But she hears about this man, Jesus, the healer. She hears he is on his way to heal another, and she joins the crowds that follow him, comes just close enough to reach out a hand and touch the hem of his cloak.

And she is healed, without words, without naming or asking. Jesus doesn’t even know who has touched him, only that power has “gone forth from him.” He doesn’t choose to heal.  It is his nature to heal. “It’s as if he can’t help himself,” says our priest, and I imagine Jesus (or Robert Powell) shrugging sheepishly.

Meanwhile this woman–my heroine–she fights everything that might keep her from God–her own wound, which bars her even from the holy places, and the people who stand in her way–to put herself in the place where she can, at last, be healed.

“And here you are,” says the priest, “in the presence of the Lord, who knows the healing you need.” The one who cannot but heal you, as it is his very nature.

The priest moves through the pews, laying hands on heads, muttering softly, then praying in silence. He prays over every person in the church, not just the obviously sick. When he comes to me, I feel the heat of his hands on my head and remember my mother seeking healing of her cancer, telling me she felt the heat of Dodie Osteen’s hands running through her mottled lungs and thought, it’s working! But it wasn’t working, at least not in the way we’d hoped. But who am I to say what her deepest wound was? What healing she was really feeling, if any?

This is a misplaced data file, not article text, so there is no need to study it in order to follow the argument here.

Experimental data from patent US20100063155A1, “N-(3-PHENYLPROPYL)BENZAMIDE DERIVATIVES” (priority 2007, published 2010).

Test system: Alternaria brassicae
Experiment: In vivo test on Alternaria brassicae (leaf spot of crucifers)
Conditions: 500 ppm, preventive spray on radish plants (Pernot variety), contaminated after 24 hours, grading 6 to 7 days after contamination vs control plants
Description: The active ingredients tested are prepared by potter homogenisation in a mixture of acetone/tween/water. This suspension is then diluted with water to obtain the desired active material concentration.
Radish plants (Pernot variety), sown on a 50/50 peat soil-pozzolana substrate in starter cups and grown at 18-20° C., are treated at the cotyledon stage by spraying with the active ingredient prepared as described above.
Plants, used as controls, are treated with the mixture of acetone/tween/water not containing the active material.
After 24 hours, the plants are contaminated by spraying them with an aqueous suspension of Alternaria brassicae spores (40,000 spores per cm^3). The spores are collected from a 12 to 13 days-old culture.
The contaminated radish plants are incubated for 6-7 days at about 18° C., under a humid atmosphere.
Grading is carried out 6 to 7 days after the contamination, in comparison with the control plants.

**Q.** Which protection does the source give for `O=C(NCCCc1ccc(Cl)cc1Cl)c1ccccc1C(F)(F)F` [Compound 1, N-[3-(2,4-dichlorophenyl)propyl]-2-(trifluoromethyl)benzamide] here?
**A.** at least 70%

vintage medical photos, public domain
vintage medical photo of a catatonic woman, public domain

The priest speaks my name, crosses my palms and forehead with the fragrant oil. The transaction is businesslike. “I’m only an instrument,” he told us, in preparation. He moves quickly through the choir loft. The oil glistens on my skin. I smell it, mildly fragrant. I press my hands to my heart. When I think nobody is looking, I pull up my pant leg and rub the holy oil into my knee, think of all the ladies I know who host doTERRA parties. It can’t hurt. 

The communion hymn is St. Paul’s: “Eye has not seen, ear has not heard, what God has ready for those who love him.” A friend whispered the same words to my mother as she lay dying, and I remember now having written this before–my wonder at whether those words could have been any comfort to her at all. And yet I am comforted by them now, here in the church, with my broken heart and my broken leg, both of which still hurt like hell, despite my anointing.

Would any of this–the ritual, the words, the objects, the oil–mean so much without a lifetime of memories of church going and grief and pain and the searching of every book in the self-help section for a better way?

Without 12 years of bleeding, could the woman have reached out her arm, given herself so completely into the care of the healer? To “tremble and fall down before him,” to tell him “the whole truth?”

The truth is, I’ve exhausted my options, and I’ve found myself here, where I started.

And Jesus says, “Daughter, your faith has made you well; go in peace, and be healed of your disease.”